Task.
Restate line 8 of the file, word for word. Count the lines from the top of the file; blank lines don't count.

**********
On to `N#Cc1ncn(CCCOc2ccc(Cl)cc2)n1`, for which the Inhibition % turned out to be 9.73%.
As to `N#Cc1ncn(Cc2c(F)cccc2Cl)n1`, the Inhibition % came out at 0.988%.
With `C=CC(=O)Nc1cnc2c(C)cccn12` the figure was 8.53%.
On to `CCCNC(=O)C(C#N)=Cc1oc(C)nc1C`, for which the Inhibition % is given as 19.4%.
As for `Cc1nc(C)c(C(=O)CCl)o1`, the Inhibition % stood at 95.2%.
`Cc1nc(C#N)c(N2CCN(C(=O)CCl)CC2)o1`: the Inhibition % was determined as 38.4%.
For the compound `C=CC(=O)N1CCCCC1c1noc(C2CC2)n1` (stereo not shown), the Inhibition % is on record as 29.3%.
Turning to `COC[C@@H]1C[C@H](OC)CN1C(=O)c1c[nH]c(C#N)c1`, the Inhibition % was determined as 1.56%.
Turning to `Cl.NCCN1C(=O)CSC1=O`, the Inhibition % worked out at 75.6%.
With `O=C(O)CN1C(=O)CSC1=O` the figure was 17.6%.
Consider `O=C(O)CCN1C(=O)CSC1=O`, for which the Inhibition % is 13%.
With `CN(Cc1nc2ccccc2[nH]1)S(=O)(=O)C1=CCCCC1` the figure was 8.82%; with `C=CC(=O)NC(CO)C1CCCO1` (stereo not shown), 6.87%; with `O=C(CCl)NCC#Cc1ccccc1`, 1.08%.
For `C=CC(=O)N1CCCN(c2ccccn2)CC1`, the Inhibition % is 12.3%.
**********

Turning to `COC[C@@H]1C[C@H](OC)CN1C(=O)c1c[nH]c(C#N)c1`, the Inhibition % was determined as 1.56%.